The Forge School is the most prestigious arts school in the country. The secret to its success: every moment of the students' lives is televised as part of the insanely popular Forge Show, and the students' schedule includes twelve hours of induced sleep meant to enhance creativity. But when first-year student Rosie Sinclair skips her sleeping pill, she discovers there is something off about Forge. In fact, she suspects that there are sinister things going on deep below the reaches of the cameras in the school. What's worse is, she starts to notice that the ridges of her consciousness do not feel quite right. And soon, she unearths the ghastly secret that the Forge School is hiding - and what it truly means to dream there.
©2014 Caragh M. O’Brien (P)2014 Tantor
"The plot is fast paced at the beginning and end." (School Library Journal)
This is a story about a young girl, "Rosie" who attends a private boarding school for the arts. As a fun twist, the students are filmed and their time at the school is a popular 'reality' show. Apparently, there will be "winners" at the end of their tenure at school.
The students are given sleeping pills at night to make sure that they get enough sleep to fuel their creativity. She decides not to take her pill and discovers some disturbing activities going on in the night. The rest of the book is about her journey to find out what is happening.
I love this genre. This book has so much promise and the prose is beautifully written: BUT, it is told in first person, from Rosie's perspective. She supposedly came from an lower socioeconomic class, her parents home is a "boxcar". Her Mom and Dad are un-educated and hold dead end jobs. Her Step Dad hits her when he is frustrated. Rosie's vocabulary was way out of context with that background. She uses terms like "we worked together companionably' " Where did Boxcar Girl get that high dollar vocabulary? I don't buy it. Then when she addresses her Mom she slips into blue collar mode calling her "Ma".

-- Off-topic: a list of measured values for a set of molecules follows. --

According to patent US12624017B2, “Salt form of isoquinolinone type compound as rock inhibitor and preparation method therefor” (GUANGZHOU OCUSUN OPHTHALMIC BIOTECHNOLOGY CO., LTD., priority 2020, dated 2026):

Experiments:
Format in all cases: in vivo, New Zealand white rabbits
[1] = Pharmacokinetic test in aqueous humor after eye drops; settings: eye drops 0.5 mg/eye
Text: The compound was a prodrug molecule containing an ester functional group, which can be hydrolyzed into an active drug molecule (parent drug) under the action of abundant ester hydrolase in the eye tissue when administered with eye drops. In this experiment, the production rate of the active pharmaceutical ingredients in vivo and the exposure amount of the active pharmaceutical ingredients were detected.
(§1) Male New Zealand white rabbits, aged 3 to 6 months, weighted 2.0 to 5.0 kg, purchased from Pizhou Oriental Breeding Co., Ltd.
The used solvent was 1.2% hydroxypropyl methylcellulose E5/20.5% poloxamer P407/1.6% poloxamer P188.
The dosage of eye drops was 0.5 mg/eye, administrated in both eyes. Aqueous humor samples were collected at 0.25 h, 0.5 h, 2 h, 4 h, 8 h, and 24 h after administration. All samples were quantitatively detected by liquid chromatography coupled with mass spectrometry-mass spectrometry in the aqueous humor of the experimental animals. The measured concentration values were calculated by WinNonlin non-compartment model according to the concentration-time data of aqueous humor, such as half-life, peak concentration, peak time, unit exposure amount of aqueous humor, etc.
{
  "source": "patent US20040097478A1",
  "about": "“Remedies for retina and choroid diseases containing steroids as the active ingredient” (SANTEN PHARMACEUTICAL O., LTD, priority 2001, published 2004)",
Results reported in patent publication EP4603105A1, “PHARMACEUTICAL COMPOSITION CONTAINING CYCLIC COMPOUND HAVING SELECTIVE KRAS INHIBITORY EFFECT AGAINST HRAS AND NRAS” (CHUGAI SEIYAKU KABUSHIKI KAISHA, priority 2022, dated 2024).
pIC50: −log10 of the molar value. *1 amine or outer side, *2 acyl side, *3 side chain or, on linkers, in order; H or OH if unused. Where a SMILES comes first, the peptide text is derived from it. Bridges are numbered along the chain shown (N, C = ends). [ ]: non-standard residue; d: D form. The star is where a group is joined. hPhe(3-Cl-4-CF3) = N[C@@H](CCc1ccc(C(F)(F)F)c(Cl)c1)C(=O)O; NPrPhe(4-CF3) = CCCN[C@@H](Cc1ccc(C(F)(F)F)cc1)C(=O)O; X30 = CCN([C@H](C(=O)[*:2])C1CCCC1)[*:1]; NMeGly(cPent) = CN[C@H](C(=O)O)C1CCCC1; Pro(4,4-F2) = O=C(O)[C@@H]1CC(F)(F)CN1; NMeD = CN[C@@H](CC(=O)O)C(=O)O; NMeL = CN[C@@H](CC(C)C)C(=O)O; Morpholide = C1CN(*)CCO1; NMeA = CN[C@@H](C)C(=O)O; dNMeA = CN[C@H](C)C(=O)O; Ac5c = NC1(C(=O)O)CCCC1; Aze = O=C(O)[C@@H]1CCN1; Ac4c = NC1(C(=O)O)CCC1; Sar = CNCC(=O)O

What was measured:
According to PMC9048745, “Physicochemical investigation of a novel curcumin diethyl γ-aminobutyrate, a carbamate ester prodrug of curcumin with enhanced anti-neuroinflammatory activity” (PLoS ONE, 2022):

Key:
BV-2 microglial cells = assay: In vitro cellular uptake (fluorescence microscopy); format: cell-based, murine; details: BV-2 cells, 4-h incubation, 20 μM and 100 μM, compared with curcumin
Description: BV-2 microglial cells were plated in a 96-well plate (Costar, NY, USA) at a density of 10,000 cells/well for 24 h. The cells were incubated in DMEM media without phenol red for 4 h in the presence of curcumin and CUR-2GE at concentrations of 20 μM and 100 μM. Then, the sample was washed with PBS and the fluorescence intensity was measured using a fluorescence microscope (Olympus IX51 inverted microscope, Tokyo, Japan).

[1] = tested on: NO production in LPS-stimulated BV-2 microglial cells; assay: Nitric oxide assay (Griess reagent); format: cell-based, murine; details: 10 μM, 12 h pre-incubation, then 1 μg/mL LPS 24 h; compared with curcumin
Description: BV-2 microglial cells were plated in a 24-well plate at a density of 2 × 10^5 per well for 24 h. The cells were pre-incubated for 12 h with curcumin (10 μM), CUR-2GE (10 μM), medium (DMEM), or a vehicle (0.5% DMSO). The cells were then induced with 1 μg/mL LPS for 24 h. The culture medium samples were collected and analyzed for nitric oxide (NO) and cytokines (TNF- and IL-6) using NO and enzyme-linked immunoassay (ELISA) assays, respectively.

Her "art" is filmmaking at which she seems to have no talent whatsoever. Compared to the other students, I don't buy her getting into this program, especially as a scholarship student. Boxcar Girl should stand out from the other Forge students in vocab, dress, culture etc. But she seems to fit in fine. She says that this opportunity is her best chance for her future. She wants to stay with the program, but she can't stay in bed at night. If it is so creepy then leave. Or at least have the consideration to clue your friends in as they may be in danger.
As the story progresses, she makes choices that put her in danger, eventually she does not have a lick of sense.
The end was tied together sloppily. Are they going to kick her out or not? Why have the meeting with the Board of Trustees if the Dean wants her to stay. Is it a sham? Is it real? What about the voice in her head? What is up with that. Make us believe it, give us more details. I wanted something richer, something more.
At last, I did get a hint of what I was looking for in the last few lines. If you are still listening at that point the "twist" at the very end was awesome. I wish the rest of the book was that gripping. Maybe I am to old for YA.
Very interesting concept, I think the plot needed more development and it would have been more believable if it were set in college rather than highschool.
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